Suddenly, we're awash in heroes.
This week in a Boston showroom, the Democrats rolled out such icons as Bill Clinton and Ted Kennedy, and introduced a sporty new model, Barack Obama. The Olympics, sports' biggest hero-maker, are arriving on the heels of the bicycle race that for six straight years has been the Tour de Lance. In "Spider-Man 2," sticky-fingered do-gooder Peter Parker (Tobey Maguire) caught the girl of his dreams -- and some $340 million of our box office dollars.
Then there's "Catwoman," in which Halle Berry makes another superhero bid by playing a woman who is brought back from the dead to save the world from an evil face cream. Really.
Poor Halle. Clearly, she -- like Maguire and filmdom's assorted Batmans before her -- craved her own quick and easy action hero franchise. Who wouldn't?
But true heroism is hard. In politics, it couldn't be rarer, however powerfully John Kerry's long-ago bravery in battle contrasts with President Bush's Air National Guard absences. Sports heroes certainly deserve accolades for the effort and commitment that fuel their jaw-dropping feats. Yet physiologists say that most of today's professional athletes are special physical specimens who are from birth far stronger, faster and more coordinated than the rest of us. Which puts their amazing achievements in perspective.
And movie heroes? Sept. 11, 2001, changed my view of them forever. Watching the unthinkable, I half-expected, or perhaps just wished, that a real-life Bruce Willis or Arnold Schwarzenegger would appear and -- as countless movies have shown us -- save the day.
Flesh-and-blood heroes did, of course, emerge. Far from omnipotent, many of them died. In the aftermath, something died in me as well -- some capacity to swallow the flashy, unearned "heroism" that pop culture would sell us.
Heroism, I re-realized, comes at a cost -- in time, effort, sometimes in blood. Heroism doesn't require superpowers. In fact, it's our vulnerability, every human being's inherent fragility, that makes risks and sacrifices so powerful.
Which is good news. Because it means that any fragile, overworked, got-no-spare-time one of us can be some kind of hero. Now, even small acts of generosity, offered by everyday people who don't have to give them, seem more heroic to me than any action hero's onscreen bravado.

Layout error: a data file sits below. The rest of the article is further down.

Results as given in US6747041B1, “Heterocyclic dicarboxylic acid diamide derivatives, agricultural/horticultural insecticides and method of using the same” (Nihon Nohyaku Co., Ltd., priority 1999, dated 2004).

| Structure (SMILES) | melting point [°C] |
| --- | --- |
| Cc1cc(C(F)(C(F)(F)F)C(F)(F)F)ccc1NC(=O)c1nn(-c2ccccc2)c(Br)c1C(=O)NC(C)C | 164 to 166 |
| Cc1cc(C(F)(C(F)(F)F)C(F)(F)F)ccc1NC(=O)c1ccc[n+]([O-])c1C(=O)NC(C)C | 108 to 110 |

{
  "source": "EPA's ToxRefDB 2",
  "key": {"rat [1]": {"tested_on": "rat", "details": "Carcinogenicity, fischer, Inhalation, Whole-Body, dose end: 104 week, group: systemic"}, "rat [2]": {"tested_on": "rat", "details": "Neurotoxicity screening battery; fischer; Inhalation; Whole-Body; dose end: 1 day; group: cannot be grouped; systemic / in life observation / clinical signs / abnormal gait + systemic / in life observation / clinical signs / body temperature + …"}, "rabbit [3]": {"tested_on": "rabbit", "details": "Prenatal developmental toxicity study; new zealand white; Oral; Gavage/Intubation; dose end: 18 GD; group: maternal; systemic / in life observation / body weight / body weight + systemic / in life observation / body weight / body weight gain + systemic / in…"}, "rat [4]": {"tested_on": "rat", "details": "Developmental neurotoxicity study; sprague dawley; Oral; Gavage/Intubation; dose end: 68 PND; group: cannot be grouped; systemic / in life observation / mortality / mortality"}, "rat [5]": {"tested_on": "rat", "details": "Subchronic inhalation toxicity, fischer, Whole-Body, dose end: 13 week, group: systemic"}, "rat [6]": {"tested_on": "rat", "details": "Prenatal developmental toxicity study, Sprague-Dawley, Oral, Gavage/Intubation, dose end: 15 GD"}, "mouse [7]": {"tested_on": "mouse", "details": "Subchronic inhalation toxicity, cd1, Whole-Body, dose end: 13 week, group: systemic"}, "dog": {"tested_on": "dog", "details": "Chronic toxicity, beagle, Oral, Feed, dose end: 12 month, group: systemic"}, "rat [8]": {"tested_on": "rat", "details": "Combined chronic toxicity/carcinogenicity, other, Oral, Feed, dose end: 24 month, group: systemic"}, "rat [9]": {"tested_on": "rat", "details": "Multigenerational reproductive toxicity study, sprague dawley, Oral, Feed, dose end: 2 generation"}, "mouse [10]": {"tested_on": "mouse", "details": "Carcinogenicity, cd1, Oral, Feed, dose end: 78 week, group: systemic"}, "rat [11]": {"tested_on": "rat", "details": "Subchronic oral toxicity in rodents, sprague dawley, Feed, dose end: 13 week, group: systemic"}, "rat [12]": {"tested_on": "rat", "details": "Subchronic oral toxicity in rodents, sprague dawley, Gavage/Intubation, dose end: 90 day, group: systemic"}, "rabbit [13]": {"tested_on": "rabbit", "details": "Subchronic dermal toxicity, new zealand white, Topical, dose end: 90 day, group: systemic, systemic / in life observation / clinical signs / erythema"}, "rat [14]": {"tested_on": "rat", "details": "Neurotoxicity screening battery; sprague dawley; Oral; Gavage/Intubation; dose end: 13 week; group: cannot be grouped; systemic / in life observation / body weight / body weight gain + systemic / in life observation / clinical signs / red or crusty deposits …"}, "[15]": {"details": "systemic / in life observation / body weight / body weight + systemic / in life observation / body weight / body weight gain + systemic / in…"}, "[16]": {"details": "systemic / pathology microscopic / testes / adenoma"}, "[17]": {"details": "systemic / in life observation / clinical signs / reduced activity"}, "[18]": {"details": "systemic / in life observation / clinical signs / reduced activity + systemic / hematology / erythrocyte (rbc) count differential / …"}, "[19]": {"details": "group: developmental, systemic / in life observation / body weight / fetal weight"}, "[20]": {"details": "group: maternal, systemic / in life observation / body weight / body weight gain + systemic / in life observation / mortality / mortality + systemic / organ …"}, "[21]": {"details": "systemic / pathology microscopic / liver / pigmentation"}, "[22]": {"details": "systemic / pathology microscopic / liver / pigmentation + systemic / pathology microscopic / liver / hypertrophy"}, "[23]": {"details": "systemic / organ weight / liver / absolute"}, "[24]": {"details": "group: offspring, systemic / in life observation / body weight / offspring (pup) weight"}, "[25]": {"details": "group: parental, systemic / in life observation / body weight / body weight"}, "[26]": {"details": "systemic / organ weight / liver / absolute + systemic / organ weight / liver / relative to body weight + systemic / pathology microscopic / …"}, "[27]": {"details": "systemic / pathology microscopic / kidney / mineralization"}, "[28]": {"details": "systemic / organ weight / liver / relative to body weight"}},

This Saturday, three local do-gooders -- Tommi Blake of Gift of Touch, Diane Stevens of the Cinderella Foundation and Monife Marshall of Live Luv -- are sponsoring "An Afternoon on the Water: Three Foundations, One Purpose" at H2O in Southwest. (Go to www.threefoundationsonepurpose
.com for details).
Each woman's nonprofit organization provides much-needed services to those who otherwise wouldn't get them. Each of the women could easily spend her time, toil and money on other stuff.
But what would be heroic about that?
Blake, a licensed massage therapist, created Gift of Touch, which provides free massages to those who can't afford them, after realizing that "the two most forgotten groups are kids and seniors," she says.
The deep, abiding gratitude of her elderly clients taught her that "when you get older, people touch you for two reasons: to take money from your hand or to poke you at doctors' offices," Blake, 41, says. Her work with youngsters suggested that "many kids' first introduction to touch after their parents' touch is unwelcome -- a spanking or an unwanted sexual advance."
Volunteers in Blake's "bank" of 30 therapists visit clients at nursing homes, apartments and after-school programs because "touch is too powerful a need for people not to receive it just because they can't afford it."
Three years ago, a friend told Stevens, owner of the Cole Stevens day spa in Greenbelt, about a disheveled and dispirited teenage girl at her church whose drug-addicted mom hadn't taught her basic grooming skills. Stevens gave the girl a series of hair, nail and grooming packages. Before long, the teenager "got a bounce in her step and became a pom-pom girl," Stevens, 41, says. "I figured if one girl can be touched, why not put a program in place for more?"
Stevens, a married mom of three, and other volunteers offer grooming, etiquette and life lessons to more than a dozen adolescents whose situations demand that they learn nearly everything on their own. Says Stevens: "I asked one girl where she'd go if she could go anywhere in the whole world, and she said, 'Adventureworld'. . . .
"One day, I'd like her to say the Kennedy Center or New York. It's all about exposure."
Marshall, a former corporate sales executive, admits that she sometimes feels "drained" by her work with Live Luv, which provides advice, tutoring, educational seminars and discussion groups to at-risk young people. "But I'm very clear why I'm doing it: to have an impact on kids who need it," she says. "I could make a lot more money in corporate America, but this is what I think I was created to do."
Does she feel heroic? Marshall, 34, pauses. "When one of my kids 10 years from now finishes med school, maybe then I'll feel heroic.
"Now, I just feel like I'm doing what I have to do to make a difference."
Say the "H" word to Blake and she laughs. Her charitable work, she insists, "isn't about me. But I love when I walk into a nursing home and somebody says, 'Tommi!' or when clients call me saying, 'I need you; where are you?' Everyone, no matter what they say, needs to be wanted, to be needed.
"When you're wanted or needed for something positive, that's powerful."